The Weird, Synchronistic Marriage Between Astrology And Astronomy

The Weird, Synchronistic Marriage Between Astrology And Astronomy

It’s been a couple hundred years since astrology and astronomy were treated as cozy bedfellows in the field of human inquiry, but because metaphysics is a fucking trip, we can still identify uncanny (and often accidental) parallels between the scientific properties of certain planets and the astrological meanings or significations we’ve assigned them.

Here are a few fun synchronicities that unite astrology and astronomy in indirect (and unexpected) ways.

The Moon

Most of us are aware that the Moon’s gravitational pull is responsible for the motion of the ocean’s tides. However, this has only been common knowledge since Sir Isaac Newton’s discovery in 1687. Astrologically, the Moon has been ruled by Cancer since the days of the ancients. Cancer’s mascot is the crab, which dwells in the ocean’s changeable tidal waters and is accustomed, strangely enough, to the Moon’s rhythmic effect on its home environment. And what is the Moon in astrology but the celestial body that establishes rhythm?

The ever-fluctuating Moon is a stimulator and an activator of all the other planets in the solar system — much in the same way that it’s a stimulator and an activator of the ocean’s tides. You can honestly see this playing out today on any given day. By merely looking at all the aspects the Moon makes in a single 24-hour period (given that it moves so quickly), you can get a feel for how it’s constantly pushing and pulling on the existing dynamics of the cosmos, establishing a lunar rhythm that ebbs and flows like the tides.

The Sun

Most of us also realize that everything in our solar system revolves around the Sun, and that’s because it’s freaking massive (literally). It accounts for 99.86% of the total mass of the entire solar system.

Because the Sun looms large in the sky and is quite literally the reason we have light (and life) on Earth, many ancient cultures worshipped the Sun, so it’s easy to see how we extrapolated that the Sun should import its regal symbolism to the sign of Leo and act as a significator for “The King.” But surely the pre-Copernicus astrologers couldn’t have anticipated how convenient it would be that our solar system is, factually, heliocentric. Now, when people go on Twitter to roast Leos for being solipsistic and acting like the whole world revolves around them, they can just point to science for poetic backup.


Mercury is technically the closest planet to the Sun, which means it has the fastest orbit. It’s probably for this reason that it became associated with the messenger god Mercury. In astrology, Mercury involves literal movement (like travel and transportation), and it also involves conceptual movement (like words, news, and communication). The messenger planet’s constant bobbing and weaving through the solar system has a way of “connecting the dots,” or synthesizing various pieces of data in a way that then translates into thoughts and ideas.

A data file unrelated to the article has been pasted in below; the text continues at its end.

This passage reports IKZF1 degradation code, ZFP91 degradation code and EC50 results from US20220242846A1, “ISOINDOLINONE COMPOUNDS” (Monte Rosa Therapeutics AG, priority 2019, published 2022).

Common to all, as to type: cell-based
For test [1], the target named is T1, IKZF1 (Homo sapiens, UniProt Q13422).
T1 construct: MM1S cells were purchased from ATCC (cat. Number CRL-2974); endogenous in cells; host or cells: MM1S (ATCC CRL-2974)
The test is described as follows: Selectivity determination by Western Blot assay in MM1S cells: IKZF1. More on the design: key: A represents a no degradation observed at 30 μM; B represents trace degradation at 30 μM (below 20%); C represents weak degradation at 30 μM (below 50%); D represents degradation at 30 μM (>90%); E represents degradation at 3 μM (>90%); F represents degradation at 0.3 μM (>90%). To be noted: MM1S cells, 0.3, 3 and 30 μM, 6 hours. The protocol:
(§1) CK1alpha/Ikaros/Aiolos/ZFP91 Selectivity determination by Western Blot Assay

Think of the word “mercurial.” It means “subject to sudden or unpredictable changes of mood or mind.” As Mercury zips around and gathers information, it’s constantly subject to new data or information coming in, and in order to remain in a state of divine “now”ness, Mercury has to be flexible and agile enough to constantly synthesize new information as it comes in.

Strangely enough, the astronomical reality of Mercury is that it has the most eccentric orbit in the solar system, and it’s the only planet that doesn’t rotate exactly once per year. This means that over time, its orbit around the Sun shifts slightly — and it’s impossible to predict precisely where it’ll land, though we can come close.


Venus is the hottest planet in the solar system, and also, coincidentally, symbolically associated with hotties. In astrology, Venus is about that aesthetic.

What’s also interesting to note is that Venus is the closest planet to Earth (in the astronomical sense. Astrologically, we’d count the Moon as a planet too, but Venus is more of a true “friend” than a busy assistant orbiting around us and touching up our makeup). This tangible proximity — as well as the fact that Venus and Earth are considered “twin” planets due to their similar size, density, mass, and volume — seems fitting for a planet that is, astrologically, all about relationships and social dynamics. Moreover, the Venus-ruled sign Libra is all about balance and equality, and frankly, no other planet seems better-equipped to counterbalance us here on Earth.


Okay, this one’s semi-obvious. Red Planet anyone? It’s widely believed that the bloody pallor of Mars is visible enough to the naked eye that the Romans actually factored that into their association of Mars with their war god (who is also associated with the color red). So…no big mystery there.